Cycle 2 Week 6- Mona Lisa Grid Drawing

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I had the chance to visit the Louvre and see the Mona Lisa in person many years ago.  What I thought would be a huge and impressive painting was actually a small and somewhat dull portrait.  What’s all the fuss with the Mona Lisa?  There have been many theories about the woman’s expression, about what her real name is, and even about the portrait being of Da Vinci himself painted as a female.  Though I am not a die-hard fan of the work, it is still an interesting piece of history and a quintessential piece of Renaissance art.  This week we will re-create the Mona Lisa using a grid-drawing technique.  This will tie in our history sentence and expose students to another way to accurately draw what we see.

Below you will find three lesson plans: one for ages 4-6, 7-9, and 10-11.  The lesson plan PDF includes tutor directions, line drawing of the Mona Lisa, and gridded paper.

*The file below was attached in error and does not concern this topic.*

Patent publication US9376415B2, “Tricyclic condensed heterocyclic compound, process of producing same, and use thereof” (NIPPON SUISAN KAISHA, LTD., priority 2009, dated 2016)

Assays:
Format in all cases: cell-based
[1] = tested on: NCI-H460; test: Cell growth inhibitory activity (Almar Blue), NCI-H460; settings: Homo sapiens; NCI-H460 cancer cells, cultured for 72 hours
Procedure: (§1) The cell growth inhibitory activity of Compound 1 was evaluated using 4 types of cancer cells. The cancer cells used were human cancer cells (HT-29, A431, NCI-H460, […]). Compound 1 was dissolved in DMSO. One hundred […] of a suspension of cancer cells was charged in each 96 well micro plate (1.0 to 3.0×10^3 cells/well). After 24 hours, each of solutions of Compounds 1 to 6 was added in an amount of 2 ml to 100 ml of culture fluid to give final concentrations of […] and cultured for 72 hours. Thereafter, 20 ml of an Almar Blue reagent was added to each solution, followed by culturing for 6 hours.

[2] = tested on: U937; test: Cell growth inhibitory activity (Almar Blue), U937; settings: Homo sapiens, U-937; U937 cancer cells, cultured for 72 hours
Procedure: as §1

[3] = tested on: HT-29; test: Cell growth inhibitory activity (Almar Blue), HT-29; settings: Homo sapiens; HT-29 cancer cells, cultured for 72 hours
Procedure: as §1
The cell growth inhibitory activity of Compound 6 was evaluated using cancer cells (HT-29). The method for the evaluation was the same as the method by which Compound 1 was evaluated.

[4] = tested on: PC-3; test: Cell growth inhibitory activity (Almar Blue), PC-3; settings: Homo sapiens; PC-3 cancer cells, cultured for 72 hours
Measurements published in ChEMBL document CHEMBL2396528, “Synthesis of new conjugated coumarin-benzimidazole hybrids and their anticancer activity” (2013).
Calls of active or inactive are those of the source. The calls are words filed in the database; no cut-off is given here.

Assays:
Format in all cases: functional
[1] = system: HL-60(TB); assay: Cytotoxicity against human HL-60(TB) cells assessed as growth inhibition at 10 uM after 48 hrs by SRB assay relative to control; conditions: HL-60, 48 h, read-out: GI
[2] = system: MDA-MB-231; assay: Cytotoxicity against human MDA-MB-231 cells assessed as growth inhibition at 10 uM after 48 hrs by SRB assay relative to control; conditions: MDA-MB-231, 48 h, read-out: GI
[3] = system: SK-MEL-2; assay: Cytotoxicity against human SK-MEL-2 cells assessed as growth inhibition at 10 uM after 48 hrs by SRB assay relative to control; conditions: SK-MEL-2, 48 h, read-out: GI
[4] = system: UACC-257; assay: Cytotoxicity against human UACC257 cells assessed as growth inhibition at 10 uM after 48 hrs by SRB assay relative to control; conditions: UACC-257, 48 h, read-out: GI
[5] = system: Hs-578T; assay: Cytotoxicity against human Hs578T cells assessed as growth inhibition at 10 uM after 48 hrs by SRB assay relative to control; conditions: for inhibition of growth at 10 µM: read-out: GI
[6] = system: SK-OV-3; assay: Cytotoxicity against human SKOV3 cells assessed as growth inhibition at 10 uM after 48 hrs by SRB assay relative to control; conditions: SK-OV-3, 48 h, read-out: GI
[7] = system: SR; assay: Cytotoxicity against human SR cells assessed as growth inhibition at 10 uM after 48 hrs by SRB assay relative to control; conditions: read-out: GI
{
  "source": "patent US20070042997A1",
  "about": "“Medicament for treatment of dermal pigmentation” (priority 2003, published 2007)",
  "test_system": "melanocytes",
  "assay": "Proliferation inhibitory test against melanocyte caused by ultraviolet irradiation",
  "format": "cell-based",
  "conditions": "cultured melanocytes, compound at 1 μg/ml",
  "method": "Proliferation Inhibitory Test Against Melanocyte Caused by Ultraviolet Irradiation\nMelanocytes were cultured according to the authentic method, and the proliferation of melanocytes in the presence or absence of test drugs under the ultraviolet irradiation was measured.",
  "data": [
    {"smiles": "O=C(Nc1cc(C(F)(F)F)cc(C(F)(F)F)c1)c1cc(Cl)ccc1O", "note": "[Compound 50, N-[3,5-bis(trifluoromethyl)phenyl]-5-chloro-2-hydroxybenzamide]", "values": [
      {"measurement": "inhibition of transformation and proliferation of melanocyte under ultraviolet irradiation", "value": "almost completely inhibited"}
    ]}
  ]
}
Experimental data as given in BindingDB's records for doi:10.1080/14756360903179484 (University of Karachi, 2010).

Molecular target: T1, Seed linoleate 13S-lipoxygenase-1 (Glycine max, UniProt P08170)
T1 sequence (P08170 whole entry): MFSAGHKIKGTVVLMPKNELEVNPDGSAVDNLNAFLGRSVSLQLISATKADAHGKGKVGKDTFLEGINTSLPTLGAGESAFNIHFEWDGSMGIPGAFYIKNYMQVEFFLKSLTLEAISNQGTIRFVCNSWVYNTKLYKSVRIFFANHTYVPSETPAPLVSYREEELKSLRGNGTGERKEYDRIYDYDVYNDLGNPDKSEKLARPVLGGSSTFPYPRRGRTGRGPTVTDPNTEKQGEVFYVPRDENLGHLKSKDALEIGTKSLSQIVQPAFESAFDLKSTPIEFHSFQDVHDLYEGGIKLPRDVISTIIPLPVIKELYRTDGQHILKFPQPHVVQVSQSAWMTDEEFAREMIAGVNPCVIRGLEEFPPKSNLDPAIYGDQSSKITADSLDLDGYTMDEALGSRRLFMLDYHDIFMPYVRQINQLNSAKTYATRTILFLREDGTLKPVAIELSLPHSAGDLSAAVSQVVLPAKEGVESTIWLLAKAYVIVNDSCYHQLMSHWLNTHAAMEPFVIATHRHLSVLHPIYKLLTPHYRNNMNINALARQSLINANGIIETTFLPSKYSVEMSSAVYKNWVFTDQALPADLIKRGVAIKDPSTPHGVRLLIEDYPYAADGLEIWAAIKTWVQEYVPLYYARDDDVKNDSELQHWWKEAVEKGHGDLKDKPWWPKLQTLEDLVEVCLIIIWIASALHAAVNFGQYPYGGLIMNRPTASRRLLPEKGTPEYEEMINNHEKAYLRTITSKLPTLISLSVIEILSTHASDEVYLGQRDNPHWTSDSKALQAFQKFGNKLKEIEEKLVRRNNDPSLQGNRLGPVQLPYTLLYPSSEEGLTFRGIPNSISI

Materials needed:

8.5 x 11 white paper (for print-outs from lesson plan)

pencils

colored pencils

whiteboard

(lesson for ages 4-6 also requires 1 piece of construction paper and glue)


I’m all for hard work and practicing skills.  Art isn’t easy, and we shouldn’t expect our kids to always enjoy it.  However, if we can include skill-building and a bit of fun, why not?  In this project, students can add a silly face to Mona Lisa once the ACCURATE and COMPLETE drawing is finished.  Let them be creative and have fun, within reason 🙂

monalisa

Click here for the Mona Lisa Grid Drawing, age 4-6 lesson plan

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Each student will receive one eighth of the Mona Lisa and one piece of blank paper the same size as their Mona Lisa piece.

Click here for the Mona Lisa Grid Drawing, age 7-9 lesson plan

(See video below for additional tips and examples)

Click here for the Mona Lisa Grid Drawing, age 10-11 lesson plan

(The lesson plan for ages 10-11 is exactly the same as ages 7-9, but with a more detailed drawing of the Mona Lisa)

This completes the first 6 weeks of art!  I will be posting examples and tutorials of the Great Artist projects for weeks 13-18 during late Fall.

 

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